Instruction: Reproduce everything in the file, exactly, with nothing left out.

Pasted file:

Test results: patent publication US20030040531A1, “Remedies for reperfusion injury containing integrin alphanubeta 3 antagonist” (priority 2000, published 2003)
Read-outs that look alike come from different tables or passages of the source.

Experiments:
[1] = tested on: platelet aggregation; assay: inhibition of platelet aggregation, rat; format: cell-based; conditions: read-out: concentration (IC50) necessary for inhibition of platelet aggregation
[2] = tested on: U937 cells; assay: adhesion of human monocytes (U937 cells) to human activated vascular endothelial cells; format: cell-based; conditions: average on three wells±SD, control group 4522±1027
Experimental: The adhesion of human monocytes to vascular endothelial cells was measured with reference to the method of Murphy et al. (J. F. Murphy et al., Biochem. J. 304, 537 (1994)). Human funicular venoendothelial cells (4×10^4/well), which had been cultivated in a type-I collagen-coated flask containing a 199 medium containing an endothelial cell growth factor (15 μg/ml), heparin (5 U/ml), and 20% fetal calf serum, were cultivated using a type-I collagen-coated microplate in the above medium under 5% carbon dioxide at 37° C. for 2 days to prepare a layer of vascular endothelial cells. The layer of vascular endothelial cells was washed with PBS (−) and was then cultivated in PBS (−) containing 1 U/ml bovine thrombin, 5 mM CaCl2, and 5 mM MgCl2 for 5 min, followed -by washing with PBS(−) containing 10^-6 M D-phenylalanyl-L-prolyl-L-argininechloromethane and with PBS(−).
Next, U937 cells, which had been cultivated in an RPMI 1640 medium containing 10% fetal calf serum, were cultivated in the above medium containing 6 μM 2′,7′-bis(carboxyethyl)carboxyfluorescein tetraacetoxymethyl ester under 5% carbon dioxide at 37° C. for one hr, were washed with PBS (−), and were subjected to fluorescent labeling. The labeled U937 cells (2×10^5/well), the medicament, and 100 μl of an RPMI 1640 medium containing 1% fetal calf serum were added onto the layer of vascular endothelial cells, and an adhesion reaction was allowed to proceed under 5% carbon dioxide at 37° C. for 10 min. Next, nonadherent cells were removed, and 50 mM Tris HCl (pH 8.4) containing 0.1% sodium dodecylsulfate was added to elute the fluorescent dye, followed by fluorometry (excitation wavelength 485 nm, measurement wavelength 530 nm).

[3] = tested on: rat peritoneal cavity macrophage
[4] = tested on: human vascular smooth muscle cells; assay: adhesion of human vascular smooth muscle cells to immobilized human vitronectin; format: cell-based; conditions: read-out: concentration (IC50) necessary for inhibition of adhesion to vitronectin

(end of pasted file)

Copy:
Test results: patent publication US20030040531A1, “Remedies for reperfusion injury containing integrin alphanubeta 3 antagonist” (priority 2000, published 2003)
Read-outs that look alike come from different tables or passages of the source.

Experiments:
[1] = tested on: platelet aggregation; assay: inhibition of platelet aggregation, rat; format: cell-based; conditions: read-out: concentration (IC50) necessary for inhibition of platelet aggregation
[2] = tested on: U937 cells; assay: adhesion of human monocytes (U937 cells) to human activated vascular endothelial cells; format: cell-based; conditions: average on three wells±SD, control group 4522±1027
Experimental: The adhesion of human monocytes to vascular endothelial cells was measured with reference to the method of Murphy et al. (J. F. Murphy et al., Biochem. J. 304, 537 (1994)). Human funicular venoendothelial cells (4×10^4/well), which had been cultivated in a type-I collagen-coated flask containing a 199 medium containing an endothelial cell growth factor (15 μg/ml), heparin (5 U/ml), and 20% fetal calf serum, were cultivated using a type-I collagen-coated microplate in the above medium under 5% carbon dioxide at 37° C. for 2 days to prepare a layer of vascular endothelial cells. The layer of vascular endothelial cells was washed with PBS (−) and was then cultivated in PBS (−) containing 1 U/ml bovine thrombin, 5 mM CaCl2, and 5 mM MgCl2 for 5 min, followed -by washing with PBS(−) containing 10^-6 M D-phenylalanyl-L-prolyl-L-argininechloromethane and with PBS(−).
Next, U937 cells, which had been cultivated in an RPMI 1640 medium containing 10% fetal calf serum, were cultivated in the above medium containing 6 μM 2′,7′-bis(carboxyethyl)carboxyfluorescein tetraacetoxymethyl ester under 5% carbon dioxide at 37° C. for one hr, were washed with PBS (−), and were subjected to fluorescent labeling. The labeled U937 cells (2×10^5/well), the medicament, and 100 μl of an RPMI 1640 medium containing 1% fetal calf serum were added onto the layer of vascular endothelial cells, and an adhesion reaction was allowed to proceed under 5% carbon dioxide at 37° C. for 10 min. Next, nonadherent cells were removed, and 50 mM Tris HCl (pH 8.4) containing 0.1% sodium dodecylsulfate was added to elute the fluorescent dye, followed by fluorometry (excitation wavelength 485 nm, measurement wavelength 530 nm).

[3] = tested on: rat peritoneal cavity macrophage
[4] = tested on: human vascular smooth muscle cells; assay: adhesion of human vascular smooth muscle cells to immobilized human vitronectin; format: cell-based; conditions: read-out: concentration (IC50) necessary for inhibition of adhesion to vitronectin